By Pablo De Sainz
Three new voices, three strong voices, three poetic voices from Baja California: that's what a new collection of poetry, titled "Antología de jóvenes creadores" (Fondo Editorial de Baja California, 2001), offers to the reader.
The anthology is not really an anthology per se. Rather, the book includes three different books of poetry, each by a different young poet: "Oráculo del esquizoide," by Dulce Selene Garcia; "Proximo estoy a descubrir un tumor en la lengua de los hombres," by Juan Reyna; and "Sueños bajo la lengua," by Elizabeth Sobarzo Gaona.
There's diversity among the three poets styles.
All three represent different areas of the kind of poetry that is being written in the border region.
Garcia's poetry tells us about sexuaity from a woman's point of view.
Garcia divides her "Oráculo" in five sections, and each section is a constant search for a woman's self through sarcasm.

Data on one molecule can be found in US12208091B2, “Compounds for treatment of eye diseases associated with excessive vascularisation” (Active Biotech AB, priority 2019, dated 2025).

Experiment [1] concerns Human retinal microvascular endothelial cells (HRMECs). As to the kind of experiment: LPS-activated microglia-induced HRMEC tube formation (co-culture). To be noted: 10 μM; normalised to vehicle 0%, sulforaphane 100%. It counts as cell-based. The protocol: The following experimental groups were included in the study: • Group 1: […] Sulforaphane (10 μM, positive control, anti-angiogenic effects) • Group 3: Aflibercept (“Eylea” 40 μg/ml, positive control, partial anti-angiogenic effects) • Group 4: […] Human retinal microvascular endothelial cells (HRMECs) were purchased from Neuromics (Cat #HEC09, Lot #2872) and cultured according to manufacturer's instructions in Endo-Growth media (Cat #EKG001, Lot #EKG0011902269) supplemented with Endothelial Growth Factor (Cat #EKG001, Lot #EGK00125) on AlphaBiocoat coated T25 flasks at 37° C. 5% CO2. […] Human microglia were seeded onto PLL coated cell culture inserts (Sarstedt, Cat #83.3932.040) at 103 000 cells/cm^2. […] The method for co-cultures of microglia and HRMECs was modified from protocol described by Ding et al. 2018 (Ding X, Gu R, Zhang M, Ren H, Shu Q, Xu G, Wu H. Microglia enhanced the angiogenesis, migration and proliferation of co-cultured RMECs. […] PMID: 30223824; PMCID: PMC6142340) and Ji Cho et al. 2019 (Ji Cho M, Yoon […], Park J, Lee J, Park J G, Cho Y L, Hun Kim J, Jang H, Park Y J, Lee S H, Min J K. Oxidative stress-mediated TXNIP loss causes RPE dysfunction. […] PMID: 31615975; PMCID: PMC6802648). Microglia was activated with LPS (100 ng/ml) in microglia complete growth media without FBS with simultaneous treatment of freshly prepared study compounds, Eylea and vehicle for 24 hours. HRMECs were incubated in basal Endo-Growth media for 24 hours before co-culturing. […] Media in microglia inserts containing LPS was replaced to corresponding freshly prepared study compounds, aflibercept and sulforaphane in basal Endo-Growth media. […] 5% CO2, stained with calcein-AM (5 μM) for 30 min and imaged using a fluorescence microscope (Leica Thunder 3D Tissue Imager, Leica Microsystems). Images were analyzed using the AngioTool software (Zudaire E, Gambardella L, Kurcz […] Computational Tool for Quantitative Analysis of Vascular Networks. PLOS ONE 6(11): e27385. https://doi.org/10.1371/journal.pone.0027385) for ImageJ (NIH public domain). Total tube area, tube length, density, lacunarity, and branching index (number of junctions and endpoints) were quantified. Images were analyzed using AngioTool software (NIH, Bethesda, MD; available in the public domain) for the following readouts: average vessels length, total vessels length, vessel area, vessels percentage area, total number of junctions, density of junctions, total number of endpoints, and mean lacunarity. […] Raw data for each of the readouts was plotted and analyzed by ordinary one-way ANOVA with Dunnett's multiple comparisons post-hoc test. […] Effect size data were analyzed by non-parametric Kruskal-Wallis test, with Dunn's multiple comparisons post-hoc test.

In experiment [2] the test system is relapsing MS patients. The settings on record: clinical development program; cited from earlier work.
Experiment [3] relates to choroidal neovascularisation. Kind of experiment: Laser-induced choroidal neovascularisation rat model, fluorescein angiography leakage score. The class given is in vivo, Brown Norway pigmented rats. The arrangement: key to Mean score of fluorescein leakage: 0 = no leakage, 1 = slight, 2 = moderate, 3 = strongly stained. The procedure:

The only male in the trio of poets, Reyna is the one who experiments the most with the language and form. His "Proximo" includes free verse, poems that make interesting visuals on the page, and prose poems.
Reyna plays with the language and creates original verses that stand out from the rest of the book:
The last book in the anthology is Elizabeth Sobarzo Gaona's "Sueños bajo la lengua" a collection composed of very brief poems. Here's one of Gaona's complete poems:
"Tu silencio me ha calzado
Her poetry includes many images taken from nature: flowers, the sea, breese, animals.
"Este jardín de flores carnívoras
se marchitó de tanto colesterol".
This anthology is an excellent proof that Baja California has new talent to offer. These three poets, without a doubt, are part of the new generation of writers that belong to the literature of northern Mexico.